Interdisciplinary hot water study increases environmental awareness
By Kylie Gurewitz
In a study that began the summer of 2017, four Puget Sound students, led by Professors Amy Fisher and Lynette Claire, embarked on a research project to study hot water usage at the University. Professor Amy Fisher is a part of the Science, Technology and Society (STS) department, and Professor Lynette Claire is a part of the Business and Leadership department. Several of the involved students are STS majors, but the group includes students studying Business and Leadership, as well as Environmental Policy and Decision Making, and even English. This well-rounded group studied the University’s hot water usage in residence halls and Greek houses by utilizing “citizen science” in addition to community based social media marketing. The Trail sat down with Shelby Kantner, one of the students on the research team, to find out how this research was unique.
This study worked on a volunteer basis, utilizing citizen science, meaning that students recorded their own data. Data collection sheets were left in dorm bathrooms for students who wanted to anonymously record the duration and temperature of their showers. These sheets also gave suggestions for students to take different kinds of showers, such as turning off the water during the shower, or alternating with cold water. The research team studied the data recorded, as well as the impact of the act of recording the data. Kantner described a survey that was done after the study that showed that even if students did not record every shower, that they were made more aware by having the thermometer and timer there.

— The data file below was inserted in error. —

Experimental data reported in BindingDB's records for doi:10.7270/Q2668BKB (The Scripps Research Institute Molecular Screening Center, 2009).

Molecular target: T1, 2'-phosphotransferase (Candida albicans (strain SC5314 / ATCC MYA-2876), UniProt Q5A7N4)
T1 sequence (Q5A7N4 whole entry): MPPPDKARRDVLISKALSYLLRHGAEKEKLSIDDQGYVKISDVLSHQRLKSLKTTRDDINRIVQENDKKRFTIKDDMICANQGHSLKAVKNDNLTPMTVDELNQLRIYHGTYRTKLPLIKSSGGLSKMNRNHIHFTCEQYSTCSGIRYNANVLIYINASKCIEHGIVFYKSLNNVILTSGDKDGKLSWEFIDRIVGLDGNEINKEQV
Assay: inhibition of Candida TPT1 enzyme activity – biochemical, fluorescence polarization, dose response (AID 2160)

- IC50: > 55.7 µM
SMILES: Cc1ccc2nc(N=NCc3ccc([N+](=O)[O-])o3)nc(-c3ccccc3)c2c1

“We used both citizen science and community-based social marketing,” Kanter said. “The idea behind citizen science is to get people more involved in the actual data collection.” Getting students involved in the data collection seems like an important step, but there is another incentive to this citizen science: “We used it more to bring awareness to how much water consumption and hot water an individual was using,” Kantner said. By contributing data to the study, students were also informing themselves on their own hot-water usage.
Kantner explained that community-based social marketing works alongside citizen science to break down the barriers to important actions such as taking shorter showers. One of the largest barriers was lack of awareness: “People are largely unaware of how much water they consume, and how hot their showers are, and what that equates to with CO2 release and things like that, and one of the ways to combat that barrier was using citizen science to make them more aware.” So, by recording the time and temperature of their showers, students were more aware of the issue, and took shorter showers.
One of the important takeaways from this study could simply be for the University to install thermometers and timers in campus showers. Like most important issues, awareness seems to be the key to future improvement.